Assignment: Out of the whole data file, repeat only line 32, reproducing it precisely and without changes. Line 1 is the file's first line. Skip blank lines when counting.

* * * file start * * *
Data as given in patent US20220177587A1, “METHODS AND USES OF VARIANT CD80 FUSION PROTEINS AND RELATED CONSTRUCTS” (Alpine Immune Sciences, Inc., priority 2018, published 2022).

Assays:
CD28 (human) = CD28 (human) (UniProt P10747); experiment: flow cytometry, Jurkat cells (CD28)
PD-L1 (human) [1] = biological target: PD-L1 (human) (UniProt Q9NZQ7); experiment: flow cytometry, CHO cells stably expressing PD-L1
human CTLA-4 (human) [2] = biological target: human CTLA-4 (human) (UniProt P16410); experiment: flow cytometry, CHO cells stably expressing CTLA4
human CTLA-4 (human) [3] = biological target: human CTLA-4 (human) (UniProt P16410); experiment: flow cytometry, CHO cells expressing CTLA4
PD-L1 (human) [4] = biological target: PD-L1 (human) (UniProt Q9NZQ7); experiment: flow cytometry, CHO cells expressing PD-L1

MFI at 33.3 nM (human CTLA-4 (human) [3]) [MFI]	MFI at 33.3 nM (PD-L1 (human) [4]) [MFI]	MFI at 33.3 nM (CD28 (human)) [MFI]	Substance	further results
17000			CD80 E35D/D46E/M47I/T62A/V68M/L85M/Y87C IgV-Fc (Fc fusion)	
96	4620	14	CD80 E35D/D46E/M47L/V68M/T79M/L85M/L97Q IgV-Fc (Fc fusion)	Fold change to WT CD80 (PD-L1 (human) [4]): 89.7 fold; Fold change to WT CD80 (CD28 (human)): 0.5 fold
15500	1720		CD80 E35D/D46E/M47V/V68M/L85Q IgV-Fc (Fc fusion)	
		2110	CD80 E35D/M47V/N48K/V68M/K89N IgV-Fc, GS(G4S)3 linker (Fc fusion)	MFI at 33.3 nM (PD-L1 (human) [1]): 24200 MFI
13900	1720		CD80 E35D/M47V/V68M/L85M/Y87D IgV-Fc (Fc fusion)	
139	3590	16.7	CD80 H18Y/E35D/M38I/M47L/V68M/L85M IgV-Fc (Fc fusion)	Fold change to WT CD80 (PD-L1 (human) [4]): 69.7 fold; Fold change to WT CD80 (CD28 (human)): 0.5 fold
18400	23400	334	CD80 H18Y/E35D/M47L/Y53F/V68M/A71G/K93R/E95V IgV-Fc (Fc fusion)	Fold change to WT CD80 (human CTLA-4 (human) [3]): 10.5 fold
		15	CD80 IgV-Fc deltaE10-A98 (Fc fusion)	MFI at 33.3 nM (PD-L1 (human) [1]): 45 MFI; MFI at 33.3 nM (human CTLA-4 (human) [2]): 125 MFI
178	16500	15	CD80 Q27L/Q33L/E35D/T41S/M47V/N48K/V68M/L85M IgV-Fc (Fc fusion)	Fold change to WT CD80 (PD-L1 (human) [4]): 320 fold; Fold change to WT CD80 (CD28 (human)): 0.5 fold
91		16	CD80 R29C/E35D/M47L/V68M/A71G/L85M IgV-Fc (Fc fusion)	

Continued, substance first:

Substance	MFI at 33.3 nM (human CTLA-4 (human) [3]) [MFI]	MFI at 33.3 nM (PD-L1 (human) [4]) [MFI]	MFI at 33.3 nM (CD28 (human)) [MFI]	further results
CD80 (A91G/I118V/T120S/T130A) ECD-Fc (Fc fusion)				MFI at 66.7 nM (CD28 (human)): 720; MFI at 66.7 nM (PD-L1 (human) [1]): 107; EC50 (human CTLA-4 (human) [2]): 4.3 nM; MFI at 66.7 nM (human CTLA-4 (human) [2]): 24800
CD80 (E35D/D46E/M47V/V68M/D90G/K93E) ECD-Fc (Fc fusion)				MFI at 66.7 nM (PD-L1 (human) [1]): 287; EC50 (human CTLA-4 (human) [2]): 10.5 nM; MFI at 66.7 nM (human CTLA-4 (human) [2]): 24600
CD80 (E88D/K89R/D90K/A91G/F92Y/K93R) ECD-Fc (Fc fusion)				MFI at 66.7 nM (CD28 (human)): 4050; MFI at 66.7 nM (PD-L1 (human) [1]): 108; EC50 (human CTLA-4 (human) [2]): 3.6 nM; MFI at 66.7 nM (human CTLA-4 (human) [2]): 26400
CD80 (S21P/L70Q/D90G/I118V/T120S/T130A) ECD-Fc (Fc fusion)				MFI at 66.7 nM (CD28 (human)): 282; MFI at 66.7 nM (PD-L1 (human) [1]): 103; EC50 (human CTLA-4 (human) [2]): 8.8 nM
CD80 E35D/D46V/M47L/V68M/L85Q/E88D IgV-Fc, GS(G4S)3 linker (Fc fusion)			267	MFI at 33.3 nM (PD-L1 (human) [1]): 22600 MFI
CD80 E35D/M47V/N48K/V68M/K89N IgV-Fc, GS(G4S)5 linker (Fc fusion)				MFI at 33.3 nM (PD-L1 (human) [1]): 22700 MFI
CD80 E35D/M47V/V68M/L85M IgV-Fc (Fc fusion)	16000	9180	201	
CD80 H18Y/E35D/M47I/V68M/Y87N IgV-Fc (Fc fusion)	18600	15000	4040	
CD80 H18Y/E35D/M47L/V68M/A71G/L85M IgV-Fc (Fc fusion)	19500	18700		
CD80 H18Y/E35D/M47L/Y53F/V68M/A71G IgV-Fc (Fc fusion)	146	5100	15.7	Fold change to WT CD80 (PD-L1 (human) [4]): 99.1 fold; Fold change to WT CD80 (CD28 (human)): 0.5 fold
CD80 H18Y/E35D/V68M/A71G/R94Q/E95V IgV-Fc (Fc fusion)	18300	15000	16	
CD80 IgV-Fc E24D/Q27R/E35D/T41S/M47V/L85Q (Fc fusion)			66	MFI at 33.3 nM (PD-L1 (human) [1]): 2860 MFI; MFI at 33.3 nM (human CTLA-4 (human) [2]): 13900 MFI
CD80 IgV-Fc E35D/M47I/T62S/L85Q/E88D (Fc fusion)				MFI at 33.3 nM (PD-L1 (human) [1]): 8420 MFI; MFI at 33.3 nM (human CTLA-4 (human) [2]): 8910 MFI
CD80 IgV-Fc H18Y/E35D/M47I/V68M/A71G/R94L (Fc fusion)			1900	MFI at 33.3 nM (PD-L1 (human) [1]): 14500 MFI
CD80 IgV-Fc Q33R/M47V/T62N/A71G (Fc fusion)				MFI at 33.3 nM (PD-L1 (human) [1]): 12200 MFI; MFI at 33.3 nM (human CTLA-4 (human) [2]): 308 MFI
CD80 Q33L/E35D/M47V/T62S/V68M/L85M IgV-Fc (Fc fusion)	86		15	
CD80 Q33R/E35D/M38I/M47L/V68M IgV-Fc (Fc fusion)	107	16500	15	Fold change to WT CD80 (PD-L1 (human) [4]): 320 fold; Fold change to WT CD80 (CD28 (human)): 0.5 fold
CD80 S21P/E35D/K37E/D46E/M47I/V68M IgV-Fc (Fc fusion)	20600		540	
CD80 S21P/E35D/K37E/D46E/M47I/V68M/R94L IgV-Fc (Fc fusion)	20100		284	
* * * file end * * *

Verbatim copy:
CD80 IgV-Fc E24D/Q27R/E35D/T41S/M47V/L85Q (Fc fusion)			66	MFI at 33.3 nM (PD-L1 (human) [1]): 2860 MFI; MFI at 33.3 nM (human CTLA-4 (human) [2]): 13900 MFI